Ransomware hackers have a new money-laundering trick: mining new coins to replace “tainted” ones, blockchain analytics firm Chainalysis said in a blog post on Thursday.
The firm located 372 exchange deposit wallets that received both mining profits and ransomware proceeds, Chainalysis wrote. These addresses altogether have received $158.3 million from ransomware-related wallets since 2018.
“Overall, the data suggests that mining pools may play a key role in many ransomware actors’ money laundering strategy,” Chainalsysis wrote
This fashion of money laundering is becoming increasingly popular, with ransomware-related wallets sending more and more funds to mining pools since 2018.
Chainalsysis gives an example of a deposit wallet on an unnamed popular crypto exchange that received large amounts of crypto from ransomware incidents and mining pools. Of the $94.2 million worth of cryptocurrency sent to that deposit address, $19.1 million has come from ransomware addresses and $14.1 million has come from mining pools, Chainalysis calculated.
Although the funds always came to the exchange via intermediary wallets, Chainalysis found instances in which the wallet receiving ransomware proceeds sent funds directly to the mining pool wallet, which then sent the coins to the exchange. This might mean that both the ransomware- and mining-related wallets belong to the same owner, who is using mining as a way to launder criminal funds, Chainalysis wrote.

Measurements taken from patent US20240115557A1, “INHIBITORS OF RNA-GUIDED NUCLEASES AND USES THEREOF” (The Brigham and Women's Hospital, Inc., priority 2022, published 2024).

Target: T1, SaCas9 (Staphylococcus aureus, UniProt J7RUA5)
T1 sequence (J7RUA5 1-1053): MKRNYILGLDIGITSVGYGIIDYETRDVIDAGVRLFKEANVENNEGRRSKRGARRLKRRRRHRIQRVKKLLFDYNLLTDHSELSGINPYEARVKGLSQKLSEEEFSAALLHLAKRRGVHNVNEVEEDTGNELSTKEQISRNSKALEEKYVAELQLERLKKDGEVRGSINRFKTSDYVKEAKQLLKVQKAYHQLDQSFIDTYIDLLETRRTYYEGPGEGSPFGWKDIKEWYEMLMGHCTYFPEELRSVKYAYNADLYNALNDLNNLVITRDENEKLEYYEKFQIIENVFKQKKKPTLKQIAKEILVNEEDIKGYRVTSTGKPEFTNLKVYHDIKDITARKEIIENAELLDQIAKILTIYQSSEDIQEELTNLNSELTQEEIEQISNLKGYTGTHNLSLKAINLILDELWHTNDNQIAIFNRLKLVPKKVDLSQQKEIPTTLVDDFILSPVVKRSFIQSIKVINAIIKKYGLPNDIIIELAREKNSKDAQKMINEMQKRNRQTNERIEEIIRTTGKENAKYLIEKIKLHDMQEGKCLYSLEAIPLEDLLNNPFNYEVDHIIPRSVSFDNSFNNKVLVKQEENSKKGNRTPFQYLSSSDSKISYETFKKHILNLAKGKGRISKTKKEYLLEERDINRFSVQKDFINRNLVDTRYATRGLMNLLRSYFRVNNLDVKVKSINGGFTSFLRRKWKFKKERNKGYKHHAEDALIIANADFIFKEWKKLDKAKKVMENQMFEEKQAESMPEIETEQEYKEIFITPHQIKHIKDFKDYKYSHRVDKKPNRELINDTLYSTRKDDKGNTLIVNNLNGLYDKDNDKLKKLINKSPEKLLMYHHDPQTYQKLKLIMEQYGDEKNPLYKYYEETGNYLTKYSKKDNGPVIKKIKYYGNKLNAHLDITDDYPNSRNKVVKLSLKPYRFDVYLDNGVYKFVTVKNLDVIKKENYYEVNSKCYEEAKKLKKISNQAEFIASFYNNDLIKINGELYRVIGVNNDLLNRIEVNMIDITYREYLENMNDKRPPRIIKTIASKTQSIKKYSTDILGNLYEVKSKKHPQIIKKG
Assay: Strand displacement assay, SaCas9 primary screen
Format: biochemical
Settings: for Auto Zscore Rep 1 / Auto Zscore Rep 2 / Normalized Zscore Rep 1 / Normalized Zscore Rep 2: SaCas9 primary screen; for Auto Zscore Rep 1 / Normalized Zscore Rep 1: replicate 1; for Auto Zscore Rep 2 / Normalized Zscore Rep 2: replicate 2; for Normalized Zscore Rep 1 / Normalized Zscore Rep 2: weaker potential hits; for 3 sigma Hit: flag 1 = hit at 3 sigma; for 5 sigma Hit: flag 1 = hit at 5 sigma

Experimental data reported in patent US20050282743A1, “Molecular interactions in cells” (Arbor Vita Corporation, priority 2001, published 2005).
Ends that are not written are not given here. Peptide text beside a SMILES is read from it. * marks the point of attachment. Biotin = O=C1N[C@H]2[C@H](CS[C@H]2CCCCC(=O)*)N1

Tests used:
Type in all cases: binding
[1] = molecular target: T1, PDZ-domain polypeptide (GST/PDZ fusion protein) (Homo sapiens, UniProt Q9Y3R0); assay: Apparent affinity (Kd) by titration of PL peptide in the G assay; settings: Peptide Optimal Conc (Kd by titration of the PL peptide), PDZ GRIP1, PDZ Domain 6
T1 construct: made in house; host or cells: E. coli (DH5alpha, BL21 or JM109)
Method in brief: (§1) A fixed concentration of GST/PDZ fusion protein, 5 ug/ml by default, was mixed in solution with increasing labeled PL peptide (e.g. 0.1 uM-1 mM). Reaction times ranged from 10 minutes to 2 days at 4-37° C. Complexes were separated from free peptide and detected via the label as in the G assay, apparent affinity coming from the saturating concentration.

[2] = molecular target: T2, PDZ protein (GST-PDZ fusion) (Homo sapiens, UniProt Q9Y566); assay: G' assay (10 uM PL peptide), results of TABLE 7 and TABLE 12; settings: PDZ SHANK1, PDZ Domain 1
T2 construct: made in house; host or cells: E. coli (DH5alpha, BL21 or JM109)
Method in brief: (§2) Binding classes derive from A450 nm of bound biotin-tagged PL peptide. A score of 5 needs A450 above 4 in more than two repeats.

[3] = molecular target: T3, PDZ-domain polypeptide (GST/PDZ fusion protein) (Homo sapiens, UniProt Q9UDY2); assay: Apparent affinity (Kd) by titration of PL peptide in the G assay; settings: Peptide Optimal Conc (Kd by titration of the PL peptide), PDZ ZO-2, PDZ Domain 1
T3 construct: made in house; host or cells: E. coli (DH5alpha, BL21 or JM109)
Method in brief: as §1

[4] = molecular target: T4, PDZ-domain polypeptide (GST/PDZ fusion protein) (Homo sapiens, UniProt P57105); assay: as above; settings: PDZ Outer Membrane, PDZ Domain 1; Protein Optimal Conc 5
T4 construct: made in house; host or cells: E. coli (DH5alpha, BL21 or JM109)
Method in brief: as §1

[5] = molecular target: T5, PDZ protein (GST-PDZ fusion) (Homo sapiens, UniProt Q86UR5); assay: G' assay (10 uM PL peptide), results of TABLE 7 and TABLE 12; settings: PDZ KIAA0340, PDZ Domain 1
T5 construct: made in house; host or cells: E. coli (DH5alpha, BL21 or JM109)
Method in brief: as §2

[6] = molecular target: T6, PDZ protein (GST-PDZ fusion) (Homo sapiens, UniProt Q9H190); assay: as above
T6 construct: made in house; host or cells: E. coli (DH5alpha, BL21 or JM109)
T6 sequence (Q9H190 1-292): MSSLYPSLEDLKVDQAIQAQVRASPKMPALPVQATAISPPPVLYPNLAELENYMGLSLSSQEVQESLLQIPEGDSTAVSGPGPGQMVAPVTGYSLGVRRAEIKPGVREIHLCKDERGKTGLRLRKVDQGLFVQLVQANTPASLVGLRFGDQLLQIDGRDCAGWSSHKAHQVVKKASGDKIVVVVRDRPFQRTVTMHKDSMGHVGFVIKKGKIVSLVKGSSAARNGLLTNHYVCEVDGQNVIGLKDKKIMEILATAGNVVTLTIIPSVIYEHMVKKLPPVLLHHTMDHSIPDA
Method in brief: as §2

“In this scenario, the mining pool acts similarly to a mixer in that it obfuscates the origin of funds (reminder: you can’t trace crypto through services, mining pools included) and creates the illusion that the funds are proceeds from mining rather than from ransomware,” the blog post reads.
The BitClub Network scam, which pretended to be operating a crypto mining business until its operators were indicted by the DOJ in 2020, also used this scheme, Chainalysis wrote. The wallets attributed to BitClub used the same set of deposit address on two exchanges as “a Russia-based Bitcoin mining operation,” Chainalysis wrote, without naming the mining firm.
This might have been a trick to make exchanges believe that the funds are coming from mining, not from crime, Chainalsysis wrote. Exchange deposit addresses that received money both from scams and mining pools received a little less than $1.1 billion worth of crypto since 2018, according to the firm.
The North Korean hacking group APT43, also referred as Archipelago, is also investing the crypto it steals into mining, cyber security firm Mandiant said in a report earlier this year. This way, the hackers replace the coins tainted by criminal association with new, “clean” ones.
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